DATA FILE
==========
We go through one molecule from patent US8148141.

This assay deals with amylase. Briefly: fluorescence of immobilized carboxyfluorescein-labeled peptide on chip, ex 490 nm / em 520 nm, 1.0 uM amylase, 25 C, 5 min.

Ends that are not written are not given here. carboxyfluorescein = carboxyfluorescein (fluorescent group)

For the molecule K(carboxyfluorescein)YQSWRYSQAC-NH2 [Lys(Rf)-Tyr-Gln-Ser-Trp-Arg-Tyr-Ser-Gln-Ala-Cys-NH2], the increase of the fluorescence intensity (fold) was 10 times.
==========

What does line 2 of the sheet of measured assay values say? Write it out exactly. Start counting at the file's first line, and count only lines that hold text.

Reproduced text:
This assay deals with amylase. Briefly: fluorescence of immobilized carboxyfluorescein-labeled peptide on chip, ex 490 nm / em 520 nm, 1.0 uM amylase, 25 C, 5 min.